I'm back in London but won't be commentating at Lord's on Friday as I'm on 'strength and conditioning'.
With the Test series wrapped up, it's time for a bit of rock 'n' roll in the one-dayers and I'm expecting New Zealand to come out fighting.
These three matches are great practice for both sides ahead of the Champions Trophy and we should be in for some great fun; I'm particularly looking forward to seeing how the three young 'uns Joe Root, Jonny Bairstow and Jos Buttler get on this summer.
Given that England won the Headingley Test in three-and-a-half days, I think they should have been a lot more relaxed about the questions that were asked about not enforcing the follow-on.
That, of course, is the captain's decision but inevitably there are going to be questions about it and England collectively got very touchy when there was no need.
They covered all the other stuff unbelievably well - there was Alastair Cook's 25th Test ton, the excitement of watching Joe Root and Jonny Bairstow bat together, Steven Finn's aggressive bowling on a flat pitch and the wonderful bowling of Graeme Swann.
Obviously there will be questions about whether Nick Compton is the right man to open during the Ashes but this is pretty basic stuff and there's no need to get tetchy about it.
I was mystified by it all because everyone who was interviewed got a little bit prickly! Inevitably a Test match throws up talking points - there always are!
I know Graeme Swann pretty well and as soon as he said earlier this year that he was feeling better after his operation, I knew he would be alright this summer.
He looks in great shape now and is a flaming handful for batsmen, spinning the ball back into the right-hander and also beating the right-hander on the outside.
Whatever they say - and Australia will say a lot - if they are determined to play Mitchell Starc, the rough he creates will be an added concern for their right-handed batsmen; don't forget that they've already got four left-handers in their line-up, and you can be sure Swann will bowl around the wicket at them and attack them dead straight.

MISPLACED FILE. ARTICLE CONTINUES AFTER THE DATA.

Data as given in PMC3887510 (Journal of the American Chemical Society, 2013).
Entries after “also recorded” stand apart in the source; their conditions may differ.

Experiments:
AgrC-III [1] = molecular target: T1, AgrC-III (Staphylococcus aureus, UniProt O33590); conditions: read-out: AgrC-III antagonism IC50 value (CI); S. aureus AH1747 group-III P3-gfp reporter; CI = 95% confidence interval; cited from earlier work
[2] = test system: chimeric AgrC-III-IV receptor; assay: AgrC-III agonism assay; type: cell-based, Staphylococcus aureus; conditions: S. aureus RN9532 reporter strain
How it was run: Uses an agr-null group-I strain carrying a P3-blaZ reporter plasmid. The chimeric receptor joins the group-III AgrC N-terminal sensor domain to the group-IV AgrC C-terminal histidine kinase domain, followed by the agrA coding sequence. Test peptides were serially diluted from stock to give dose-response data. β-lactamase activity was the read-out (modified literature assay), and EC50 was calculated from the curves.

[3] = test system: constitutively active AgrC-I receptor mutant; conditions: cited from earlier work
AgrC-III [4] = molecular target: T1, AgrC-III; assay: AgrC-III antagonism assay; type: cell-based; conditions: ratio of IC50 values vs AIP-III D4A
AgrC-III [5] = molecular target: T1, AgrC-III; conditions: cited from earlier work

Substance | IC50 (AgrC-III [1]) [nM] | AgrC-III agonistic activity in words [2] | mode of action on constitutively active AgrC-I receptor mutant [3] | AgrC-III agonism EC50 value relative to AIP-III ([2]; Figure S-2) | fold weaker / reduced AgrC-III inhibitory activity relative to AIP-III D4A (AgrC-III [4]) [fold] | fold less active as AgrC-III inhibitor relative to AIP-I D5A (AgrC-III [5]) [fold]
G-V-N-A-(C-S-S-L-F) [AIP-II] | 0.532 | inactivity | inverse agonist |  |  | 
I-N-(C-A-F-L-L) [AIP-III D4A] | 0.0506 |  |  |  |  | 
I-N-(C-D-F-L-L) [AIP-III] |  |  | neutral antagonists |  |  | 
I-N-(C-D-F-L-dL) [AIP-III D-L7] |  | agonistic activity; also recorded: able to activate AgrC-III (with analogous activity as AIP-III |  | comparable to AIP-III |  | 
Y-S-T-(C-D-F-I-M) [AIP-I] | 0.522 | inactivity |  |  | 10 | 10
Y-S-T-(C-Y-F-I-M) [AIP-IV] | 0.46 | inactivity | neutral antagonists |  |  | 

So I think England, in modern parlance, are in a really good place at the minute, particularly in the balance.
Everyone needs to back off the batsman because it's not easy to bat at this time of year in these abnormal conditions, especially at the top of the innings.
The Compton question will keep being asked and now the lad has got a golden five-week opportunity to get his form back.
I can't stress enough that the selectors will have thought long and hard as to who they wanted to replace Andrew Strauss as opening bat when he retired and they aren't going to jettison him after two matches.
He's just got back-to-back centuries in Test match cricket, in New Zealand, and before that he played very well in India, which is the most difficult place to bat.
Ok, he's had a couple of bad matches. He's old enough and wise enough to go away and say 'I've just got to relax a bit more'. He's also got to seize scoring opportunities when they come, rather than keep patting the ball back.
One of our many discussions was about Compton and as usual there were some strong opinions on all sides - but that's what makes a TV programme.
Enjoy the one-dayers and see you on Sunday at the Ageas Bowl!